New 2024 Email Marketing Rules – Is Your Newsletter Ready?

New 2024 Email Marketing Rules featured image
New 2024 Email Marketing Rules - Is your Newsletter Ready?

Last month was the month of email marketing around here! I helped a lot of my clients get their newsletters ready for the new 2024 email marketing rules. I also had to get my own things ready – including my business mailing list and my author newsletter

Now I’m finally catching my breath and ready to write a blog post about what changed in email marketing and how you can handle it.

Why are there new rules for email marketing?

You may have noticed an uptick in spam and phishing emails over the last several months and years. So much so that I wrote a blog post about avoiding phishing scams after several of my clients were targeted.

In February 2024, Gmail and Yahoo changed their rules about what emails they would allow through their spam filters. As two of the biggest email providers, that impacts most of your subscribers and whether you’ll land in their inbox or spam folder.

These new rules will make it much harder for scammers to get through. That’s a win for users! My inbox is already feeling much lighter. It does mean some changes for people who have newsletters, though.

Who is affected by the 2024 email marketing changes?

The short answer is:

If you have a mailing list or newsletter, it almost certainly affects you.

The long answer is tricky.  Gmail says the changes impact anyone who sends more than 5000 emails in a day. Yahoo’s statement doesn’t define “bulk sender.” Going by Gmail’s numbers, this wouldn’t impact nearly as many senders.

HOWEVER. In practice, a lot of mailing list platforms (like Mailerlite, Mailchimp, and Constant Contact) require all the changes on all their accounts. That brings me right back to: it almost certainly affects you.

If you’re just finding out about this – don’t fret. It’s not too late!

What's changing for email marketing in 2024

What changes are being made?

The new rules are designed to verify newsletter emails come from a real, reputable email account. That means some more hoops for us to jump through – luckily they don’t have to be big or expensive hoops. 

For instance, Spam and scam emails churn through free accounts knowing that each account will get shut down quickly after they get flagged as spam by the email providers. Scammers wouldn’t bother to pay for email or go through a verification and domain authentication process. But we will.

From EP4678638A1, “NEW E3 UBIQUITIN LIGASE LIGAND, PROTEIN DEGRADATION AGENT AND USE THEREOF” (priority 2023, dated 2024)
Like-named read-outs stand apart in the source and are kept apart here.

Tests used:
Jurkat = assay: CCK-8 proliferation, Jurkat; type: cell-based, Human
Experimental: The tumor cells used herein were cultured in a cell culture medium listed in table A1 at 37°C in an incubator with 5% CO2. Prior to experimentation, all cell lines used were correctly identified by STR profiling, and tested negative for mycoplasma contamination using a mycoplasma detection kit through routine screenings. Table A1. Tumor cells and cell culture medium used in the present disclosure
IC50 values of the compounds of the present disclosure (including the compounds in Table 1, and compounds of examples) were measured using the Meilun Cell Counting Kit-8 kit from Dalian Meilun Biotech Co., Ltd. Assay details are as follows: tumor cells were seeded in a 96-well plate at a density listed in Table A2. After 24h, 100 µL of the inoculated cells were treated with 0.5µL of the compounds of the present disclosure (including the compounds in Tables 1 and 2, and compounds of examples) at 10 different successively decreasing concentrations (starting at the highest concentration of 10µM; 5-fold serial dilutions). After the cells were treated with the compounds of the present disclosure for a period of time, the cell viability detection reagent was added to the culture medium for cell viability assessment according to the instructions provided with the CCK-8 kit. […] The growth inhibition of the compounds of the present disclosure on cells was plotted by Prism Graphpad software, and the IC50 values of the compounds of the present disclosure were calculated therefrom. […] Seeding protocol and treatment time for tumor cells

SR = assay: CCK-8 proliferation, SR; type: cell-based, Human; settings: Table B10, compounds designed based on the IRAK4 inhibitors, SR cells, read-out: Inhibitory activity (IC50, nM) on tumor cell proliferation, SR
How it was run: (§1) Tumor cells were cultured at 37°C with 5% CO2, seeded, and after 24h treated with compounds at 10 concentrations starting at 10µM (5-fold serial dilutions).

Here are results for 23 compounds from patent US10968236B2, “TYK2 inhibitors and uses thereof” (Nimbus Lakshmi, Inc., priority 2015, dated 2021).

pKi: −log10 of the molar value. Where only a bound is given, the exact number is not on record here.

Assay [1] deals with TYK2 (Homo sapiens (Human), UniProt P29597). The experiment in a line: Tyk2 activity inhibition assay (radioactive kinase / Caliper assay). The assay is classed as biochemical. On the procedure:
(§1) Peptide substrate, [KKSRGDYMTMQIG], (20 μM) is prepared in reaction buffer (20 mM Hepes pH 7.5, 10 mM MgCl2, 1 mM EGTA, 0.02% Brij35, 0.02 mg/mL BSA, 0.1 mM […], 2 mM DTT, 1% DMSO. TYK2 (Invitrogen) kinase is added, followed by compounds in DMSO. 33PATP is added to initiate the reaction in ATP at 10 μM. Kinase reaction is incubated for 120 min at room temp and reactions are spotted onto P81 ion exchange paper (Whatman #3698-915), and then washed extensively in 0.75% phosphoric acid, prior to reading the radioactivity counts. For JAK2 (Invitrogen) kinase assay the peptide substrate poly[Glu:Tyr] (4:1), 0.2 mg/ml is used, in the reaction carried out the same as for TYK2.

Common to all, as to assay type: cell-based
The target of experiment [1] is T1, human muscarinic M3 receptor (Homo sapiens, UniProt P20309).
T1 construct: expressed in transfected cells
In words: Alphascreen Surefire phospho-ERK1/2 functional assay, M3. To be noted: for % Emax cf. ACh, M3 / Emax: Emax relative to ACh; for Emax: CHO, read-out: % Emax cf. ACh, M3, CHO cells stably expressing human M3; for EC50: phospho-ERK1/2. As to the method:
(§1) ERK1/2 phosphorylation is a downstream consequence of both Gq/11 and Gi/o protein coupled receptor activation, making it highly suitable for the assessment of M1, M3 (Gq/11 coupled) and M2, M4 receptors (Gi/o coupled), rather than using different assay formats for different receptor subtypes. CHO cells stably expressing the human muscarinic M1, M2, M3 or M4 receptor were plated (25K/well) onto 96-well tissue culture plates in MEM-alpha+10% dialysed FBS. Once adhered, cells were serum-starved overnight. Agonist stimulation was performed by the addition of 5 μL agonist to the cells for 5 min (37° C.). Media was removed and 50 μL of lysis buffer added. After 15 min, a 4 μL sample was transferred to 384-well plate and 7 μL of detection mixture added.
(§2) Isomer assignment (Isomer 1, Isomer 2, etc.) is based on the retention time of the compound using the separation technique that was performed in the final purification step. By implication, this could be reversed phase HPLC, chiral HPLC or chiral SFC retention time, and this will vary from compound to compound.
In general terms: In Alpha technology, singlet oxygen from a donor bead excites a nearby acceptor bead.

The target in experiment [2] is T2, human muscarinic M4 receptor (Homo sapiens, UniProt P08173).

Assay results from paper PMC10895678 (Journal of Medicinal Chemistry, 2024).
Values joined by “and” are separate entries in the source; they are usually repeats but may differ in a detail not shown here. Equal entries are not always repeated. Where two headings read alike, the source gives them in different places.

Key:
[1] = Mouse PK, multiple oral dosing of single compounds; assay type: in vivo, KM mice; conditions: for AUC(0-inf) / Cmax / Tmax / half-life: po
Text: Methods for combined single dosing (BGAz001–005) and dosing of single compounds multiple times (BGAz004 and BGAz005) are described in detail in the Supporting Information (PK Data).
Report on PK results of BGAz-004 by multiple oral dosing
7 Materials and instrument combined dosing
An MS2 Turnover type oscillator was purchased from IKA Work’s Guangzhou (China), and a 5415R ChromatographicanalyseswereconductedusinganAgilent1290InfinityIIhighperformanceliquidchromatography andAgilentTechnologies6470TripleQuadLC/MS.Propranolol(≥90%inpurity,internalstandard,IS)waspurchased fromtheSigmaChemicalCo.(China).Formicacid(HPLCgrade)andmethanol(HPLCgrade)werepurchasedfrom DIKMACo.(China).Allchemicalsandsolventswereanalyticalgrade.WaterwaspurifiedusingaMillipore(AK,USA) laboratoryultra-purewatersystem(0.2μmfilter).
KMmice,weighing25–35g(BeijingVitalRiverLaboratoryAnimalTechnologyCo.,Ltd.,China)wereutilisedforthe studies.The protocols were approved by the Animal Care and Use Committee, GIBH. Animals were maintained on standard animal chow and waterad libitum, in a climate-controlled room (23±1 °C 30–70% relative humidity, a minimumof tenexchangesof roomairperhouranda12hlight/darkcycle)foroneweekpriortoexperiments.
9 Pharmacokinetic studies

1. Newsletters must be sent from an email address at your domain.

You can’t use a free email account like to send email marketing emails anymore! 

For instance, my domain name is, so I can send my business newsletter from an email address. However, I had to make changes to my author newsletter which was still sent from my personal account. (I’ll talk about options below.) 

2. Update domain records on your domain registrar or website host. 

You must authenticate your email on your website host or domain provider. That means after you set up an email at your domain, you’ll have to copy settings from your email platform to your domain server. 

3. One-click unsubscribe links. 

You have to let people leave your mailing list. That’s actually been a rule for awhile – that’s why there should be some kind of unsubscribe link at the bottom of every newsletter you receive. 

But people found ways to make the process a bit more convoluted to discourage people from actually unsubscribing. Now the rules are clearer: no really, you have to let people leave.

4. Don’t send spam

If you don’t want your emails to wind up in spam folders, don’t send spam.

You may not know that email platforms like Gmail and Yahoo track what percentage of the emails they receive from you are marked as spam. They’ll send your emails to their users’ spam folders if you exceed their threshold.

How to handle the 2024 email marketing changes

How to handle the 2024 email marketing changes